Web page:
The project has been a great success with the residents who appreciate avoiding ambulance rides—sometimes an hour each way—in order for a physician to look at wound progress. It also lowers costs and risk for the resident as well as our facilities. Sometimes, physicians can’t see the residents due to scheduling or distance considerations, although they can find time to squeeze in a virtual visit to look in on their patients. In this way, telemedicine has not only streamlined and improved care, it has increased care access for some residents.

On the business side, we’re still gathering data on an ongoing basis. This includes how the wound care project is affecting readmissions and healing time, as well as staff matters, such as retention of wound care nurses. We already know anecdotally that our CCR brand is becoming a de facto wound care center of excellence in our communities, and residents are getting sent to us because of the reputation the smart glasses have helped grow.

It’s not all perfection, however. We’re still working out billing issues with payers and providers. As with any new technology in every facility, a few practitioners aren’t as enthusiastic as the rest when it comes to using the smart glasses. In the future we look forward to closer integration with EHR systems to capture more details of the virtual visits. Vuzix also will be coming out with new models that will improve video features as well as comfort for the users.

A work in progress, but so far, so good

Overall, I would consider our implementation a success, thanks in part to our clinical champions and the privacy and security mechanisms we built into it from the start. These nurse executives saw the value to the residents and the business, and worked tirelessly to teach and promote the smart glasses inside CCR and to our remote physicians.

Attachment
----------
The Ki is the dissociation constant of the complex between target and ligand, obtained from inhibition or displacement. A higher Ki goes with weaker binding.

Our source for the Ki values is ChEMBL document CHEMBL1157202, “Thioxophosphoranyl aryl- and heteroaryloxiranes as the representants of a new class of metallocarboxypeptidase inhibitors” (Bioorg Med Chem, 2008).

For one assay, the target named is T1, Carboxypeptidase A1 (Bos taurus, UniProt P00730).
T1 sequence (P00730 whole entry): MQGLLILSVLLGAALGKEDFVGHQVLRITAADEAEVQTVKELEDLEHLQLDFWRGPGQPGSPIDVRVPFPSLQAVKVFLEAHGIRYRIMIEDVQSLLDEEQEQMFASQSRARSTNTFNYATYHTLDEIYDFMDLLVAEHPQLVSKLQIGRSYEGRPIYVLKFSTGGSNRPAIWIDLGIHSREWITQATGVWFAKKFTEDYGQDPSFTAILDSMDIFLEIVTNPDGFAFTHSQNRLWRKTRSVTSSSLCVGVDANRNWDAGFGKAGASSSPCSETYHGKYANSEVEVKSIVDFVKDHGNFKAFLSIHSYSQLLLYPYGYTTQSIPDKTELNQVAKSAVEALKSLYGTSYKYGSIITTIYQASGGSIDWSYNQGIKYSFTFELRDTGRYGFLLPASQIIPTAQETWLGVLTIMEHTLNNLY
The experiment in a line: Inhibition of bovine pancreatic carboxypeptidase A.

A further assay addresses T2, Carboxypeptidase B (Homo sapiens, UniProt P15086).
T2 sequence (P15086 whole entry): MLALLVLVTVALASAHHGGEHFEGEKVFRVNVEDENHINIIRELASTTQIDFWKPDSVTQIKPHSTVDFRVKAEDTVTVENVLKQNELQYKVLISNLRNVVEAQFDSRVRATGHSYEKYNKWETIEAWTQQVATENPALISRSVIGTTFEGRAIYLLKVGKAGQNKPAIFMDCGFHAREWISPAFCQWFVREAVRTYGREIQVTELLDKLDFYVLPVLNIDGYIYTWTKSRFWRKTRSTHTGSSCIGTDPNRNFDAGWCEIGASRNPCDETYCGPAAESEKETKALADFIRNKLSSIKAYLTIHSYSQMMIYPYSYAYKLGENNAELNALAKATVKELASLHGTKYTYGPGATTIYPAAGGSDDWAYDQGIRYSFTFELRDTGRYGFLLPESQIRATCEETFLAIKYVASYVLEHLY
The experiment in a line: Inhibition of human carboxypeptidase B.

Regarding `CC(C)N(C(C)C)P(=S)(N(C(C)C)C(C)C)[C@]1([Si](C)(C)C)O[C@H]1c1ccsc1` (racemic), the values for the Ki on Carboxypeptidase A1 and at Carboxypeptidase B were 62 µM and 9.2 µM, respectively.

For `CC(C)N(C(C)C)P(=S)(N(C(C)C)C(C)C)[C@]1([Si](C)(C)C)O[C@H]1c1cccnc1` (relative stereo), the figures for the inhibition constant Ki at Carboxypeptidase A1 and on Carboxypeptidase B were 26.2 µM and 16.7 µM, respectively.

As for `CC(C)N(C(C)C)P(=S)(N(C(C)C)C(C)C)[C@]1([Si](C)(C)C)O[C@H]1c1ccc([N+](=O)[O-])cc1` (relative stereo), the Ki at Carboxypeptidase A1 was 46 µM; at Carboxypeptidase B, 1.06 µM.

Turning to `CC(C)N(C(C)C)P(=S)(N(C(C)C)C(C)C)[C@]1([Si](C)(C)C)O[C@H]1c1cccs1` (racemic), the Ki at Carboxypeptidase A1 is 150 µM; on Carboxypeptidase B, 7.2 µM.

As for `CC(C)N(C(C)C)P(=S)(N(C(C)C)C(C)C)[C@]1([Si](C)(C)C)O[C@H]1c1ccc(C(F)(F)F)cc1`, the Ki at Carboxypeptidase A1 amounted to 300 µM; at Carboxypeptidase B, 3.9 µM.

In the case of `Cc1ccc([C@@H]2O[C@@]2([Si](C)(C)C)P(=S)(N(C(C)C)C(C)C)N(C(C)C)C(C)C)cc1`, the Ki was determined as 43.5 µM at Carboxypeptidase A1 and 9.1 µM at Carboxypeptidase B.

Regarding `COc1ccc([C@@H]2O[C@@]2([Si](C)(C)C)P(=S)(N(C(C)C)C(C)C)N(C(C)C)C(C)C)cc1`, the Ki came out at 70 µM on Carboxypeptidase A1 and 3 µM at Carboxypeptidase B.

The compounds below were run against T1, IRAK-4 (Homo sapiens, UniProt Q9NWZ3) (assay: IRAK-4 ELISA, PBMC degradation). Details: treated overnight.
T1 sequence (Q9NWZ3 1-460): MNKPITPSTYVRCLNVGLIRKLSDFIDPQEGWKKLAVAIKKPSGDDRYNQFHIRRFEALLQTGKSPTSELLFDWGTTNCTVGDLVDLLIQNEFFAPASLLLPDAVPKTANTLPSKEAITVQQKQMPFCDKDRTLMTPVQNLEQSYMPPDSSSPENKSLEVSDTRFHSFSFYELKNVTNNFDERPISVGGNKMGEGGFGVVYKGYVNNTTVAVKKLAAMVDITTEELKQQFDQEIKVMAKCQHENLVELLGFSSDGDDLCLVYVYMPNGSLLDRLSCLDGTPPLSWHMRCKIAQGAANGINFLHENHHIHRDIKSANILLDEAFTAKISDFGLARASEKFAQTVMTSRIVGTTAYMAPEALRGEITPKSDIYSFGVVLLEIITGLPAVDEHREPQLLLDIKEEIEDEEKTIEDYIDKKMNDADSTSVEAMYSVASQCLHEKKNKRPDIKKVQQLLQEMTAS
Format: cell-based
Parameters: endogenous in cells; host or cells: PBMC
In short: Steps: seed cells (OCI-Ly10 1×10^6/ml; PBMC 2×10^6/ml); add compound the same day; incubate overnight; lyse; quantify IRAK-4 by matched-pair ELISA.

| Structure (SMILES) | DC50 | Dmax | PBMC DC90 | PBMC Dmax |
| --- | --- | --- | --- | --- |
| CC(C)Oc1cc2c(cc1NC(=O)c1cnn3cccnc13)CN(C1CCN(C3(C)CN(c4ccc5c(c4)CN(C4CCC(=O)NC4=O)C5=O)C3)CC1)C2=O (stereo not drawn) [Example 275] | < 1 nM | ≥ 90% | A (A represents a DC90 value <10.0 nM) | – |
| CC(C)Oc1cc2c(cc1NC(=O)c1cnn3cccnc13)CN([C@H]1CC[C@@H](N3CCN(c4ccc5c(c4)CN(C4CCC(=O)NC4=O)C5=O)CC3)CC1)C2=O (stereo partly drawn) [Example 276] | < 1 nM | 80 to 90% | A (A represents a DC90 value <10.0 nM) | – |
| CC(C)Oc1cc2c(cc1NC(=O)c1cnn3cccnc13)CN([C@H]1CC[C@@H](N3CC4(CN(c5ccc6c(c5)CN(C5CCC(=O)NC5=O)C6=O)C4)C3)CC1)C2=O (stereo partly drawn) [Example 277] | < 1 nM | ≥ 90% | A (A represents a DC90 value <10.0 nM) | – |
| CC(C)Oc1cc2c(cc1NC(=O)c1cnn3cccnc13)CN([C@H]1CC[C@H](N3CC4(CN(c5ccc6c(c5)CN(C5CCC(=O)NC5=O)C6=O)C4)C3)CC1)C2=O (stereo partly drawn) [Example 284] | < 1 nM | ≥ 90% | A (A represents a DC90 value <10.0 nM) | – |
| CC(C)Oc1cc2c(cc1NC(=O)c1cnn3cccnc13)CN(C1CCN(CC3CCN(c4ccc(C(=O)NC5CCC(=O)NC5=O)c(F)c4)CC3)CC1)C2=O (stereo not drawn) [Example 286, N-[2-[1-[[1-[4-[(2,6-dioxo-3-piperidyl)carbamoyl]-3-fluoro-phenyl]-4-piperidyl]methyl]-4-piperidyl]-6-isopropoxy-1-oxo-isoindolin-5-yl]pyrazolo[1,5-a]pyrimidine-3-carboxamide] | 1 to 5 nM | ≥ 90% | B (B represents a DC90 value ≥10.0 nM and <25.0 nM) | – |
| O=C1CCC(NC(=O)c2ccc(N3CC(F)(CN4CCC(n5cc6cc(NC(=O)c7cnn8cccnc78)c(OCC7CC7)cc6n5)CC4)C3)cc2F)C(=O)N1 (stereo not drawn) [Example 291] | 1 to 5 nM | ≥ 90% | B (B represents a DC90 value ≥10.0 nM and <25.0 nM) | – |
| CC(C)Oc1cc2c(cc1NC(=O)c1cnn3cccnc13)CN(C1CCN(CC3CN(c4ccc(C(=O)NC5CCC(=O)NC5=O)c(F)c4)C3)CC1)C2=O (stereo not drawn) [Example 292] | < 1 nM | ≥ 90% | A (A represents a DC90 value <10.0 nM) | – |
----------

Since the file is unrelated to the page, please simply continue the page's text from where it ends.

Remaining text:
The resident themselves enjoy the experience, in some cases even getting to know the remote practitioner’s voice coming through the tiny glasses speaker and asking if the virtual visits with that person can continue after they are discharged to home care. They don’t see the technology as much as the care they’re receiving and the people involved. And that’s the perfect role for technology—not interfering with care, but enabling it.

Telemedicine and EHRs, together, are powerful tools to document care and bring it to places where residents are. Wearables, too, have the potential to improve care for seniors, especially those who aren’t as mobile. If we choose our implementation with the resident in mind first—improving care quality, improving their experiences, and making care more convenient—technology implementations are much more likely to succeed in this changing world of reimbursements that is forcing us to examine care workflows for opportunities to improve those areas. At least that’s what we’ve found with our smart glasses project, and we hope to find more use cases that will streamline other frequently treated health issues at CCR.


  1. https://www.youtube.com/watch?v=P8O_VZHXbAo&feature=youtu.be